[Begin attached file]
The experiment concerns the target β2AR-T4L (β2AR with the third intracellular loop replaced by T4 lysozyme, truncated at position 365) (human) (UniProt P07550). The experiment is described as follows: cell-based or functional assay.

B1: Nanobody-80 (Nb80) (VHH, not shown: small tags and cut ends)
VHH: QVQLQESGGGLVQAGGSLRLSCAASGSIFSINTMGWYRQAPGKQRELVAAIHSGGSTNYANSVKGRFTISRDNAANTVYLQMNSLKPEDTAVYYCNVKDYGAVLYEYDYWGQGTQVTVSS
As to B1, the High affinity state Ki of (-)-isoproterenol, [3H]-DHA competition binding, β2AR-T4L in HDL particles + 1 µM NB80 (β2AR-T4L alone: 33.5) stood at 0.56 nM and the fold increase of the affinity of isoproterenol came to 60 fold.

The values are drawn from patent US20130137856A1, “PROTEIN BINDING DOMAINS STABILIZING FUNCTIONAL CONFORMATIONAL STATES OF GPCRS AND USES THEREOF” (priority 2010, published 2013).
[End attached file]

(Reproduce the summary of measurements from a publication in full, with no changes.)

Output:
The experiment concerns the target β2AR-T4L (β2AR with the third intracellular loop replaced by T4 lysozyme, truncated at position 365) (human) (UniProt P07550). The experiment is described as follows: cell-based or functional assay.

B1: Nanobody-80 (Nb80) (VHH, not shown: small tags and cut ends)
VHH: QVQLQESGGGLVQAGGSLRLSCAASGSIFSINTMGWYRQAPGKQRELVAAIHSGGSTNYANSVKGRFTISRDNAANTVYLQMNSLKPEDTAVYYCNVKDYGAVLYEYDYWGQGTQVTVSS
As to B1, the High affinity state Ki of (-)-isoproterenol, [3H]-DHA competition binding, β2AR-T4L in HDL particles + 1 µM NB80 (β2AR-T4L alone: 33.5) stood at 0.56 nM and the fold increase of the affinity of isoproterenol came to 60 fold.

The values are drawn from patent US20130137856A1, “PROTEIN BINDING DOMAINS STABILIZING FUNCTIONAL CONFORMATIONAL STATES OF GPCRS AND USES THEREOF” (priority 2010, published 2013).